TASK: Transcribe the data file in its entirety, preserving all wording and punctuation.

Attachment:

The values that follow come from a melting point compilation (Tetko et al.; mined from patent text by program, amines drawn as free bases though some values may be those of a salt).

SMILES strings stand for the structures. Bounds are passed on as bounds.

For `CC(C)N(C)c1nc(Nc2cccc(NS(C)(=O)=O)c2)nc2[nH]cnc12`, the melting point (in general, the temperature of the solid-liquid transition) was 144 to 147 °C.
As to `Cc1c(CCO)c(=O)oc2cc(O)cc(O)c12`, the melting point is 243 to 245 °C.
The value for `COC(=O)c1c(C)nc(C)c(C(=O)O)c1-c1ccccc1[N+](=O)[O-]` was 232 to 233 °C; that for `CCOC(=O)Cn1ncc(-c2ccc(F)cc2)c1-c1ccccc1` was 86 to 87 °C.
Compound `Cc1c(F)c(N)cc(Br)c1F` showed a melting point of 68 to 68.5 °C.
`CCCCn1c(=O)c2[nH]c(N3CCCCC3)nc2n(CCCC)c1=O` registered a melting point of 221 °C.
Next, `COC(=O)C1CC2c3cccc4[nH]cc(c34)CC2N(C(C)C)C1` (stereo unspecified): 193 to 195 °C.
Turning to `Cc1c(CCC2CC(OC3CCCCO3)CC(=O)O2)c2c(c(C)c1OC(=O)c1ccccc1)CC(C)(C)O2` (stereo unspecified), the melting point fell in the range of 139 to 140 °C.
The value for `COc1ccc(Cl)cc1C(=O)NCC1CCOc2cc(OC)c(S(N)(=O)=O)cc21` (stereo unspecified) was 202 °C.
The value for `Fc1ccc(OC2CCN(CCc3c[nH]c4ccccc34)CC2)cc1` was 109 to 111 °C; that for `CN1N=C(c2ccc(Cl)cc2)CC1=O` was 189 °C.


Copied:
The values that follow come from a melting point compilation (Tetko et al.; mined from patent text by program, amines drawn as free bases though some values may be those of a salt).

SMILES strings stand for the structures. Bounds are passed on as bounds.

For `CC(C)N(C)c1nc(Nc2cccc(NS(C)(=O)=O)c2)nc2[nH]cnc12`, the melting point (in general, the temperature of the solid-liquid transition) was 144 to 147 °C.
As to `Cc1c(CCO)c(=O)oc2cc(O)cc(O)c12`, the melting point is 243 to 245 °C.
The value for `COC(=O)c1c(C)nc(C)c(C(=O)O)c1-c1ccccc1[N+](=O)[O-]` was 232 to 233 °C; that for `CCOC(=O)Cn1ncc(-c2ccc(F)cc2)c1-c1ccccc1` was 86 to 87 °C.
Compound `Cc1c(F)c(N)cc(Br)c1F` showed a melting point of 68 to 68.5 °C.
`CCCCn1c(=O)c2[nH]c(N3CCCCC3)nc2n(CCCC)c1=O` registered a melting point of 221 °C.
Next, `COC(=O)C1CC2c3cccc4[nH]cc(c34)CC2N(C(C)C)C1` (stereo unspecified): 193 to 195 °C.
Turning to `Cc1c(CCC2CC(OC3CCCCO3)CC(=O)O2)c2c(c(C)c1OC(=O)c1ccccc1)CC(C)(C)O2` (stereo unspecified), the melting point fell in the range of 139 to 140 °C.
The value for `COc1ccc(Cl)cc1C(=O)NCC1CCOc2cc(OC)c(S(N)(=O)=O)cc21` (stereo unspecified) was 202 °C.
The value for `Fc1ccc(OC2CCN(CCc3c[nH]c4ccccc34)CC2)cc1` was 109 to 111 °C; that for `CN1N=C(c2ccc(Cl)cc2)CC1=O` was 189 °C.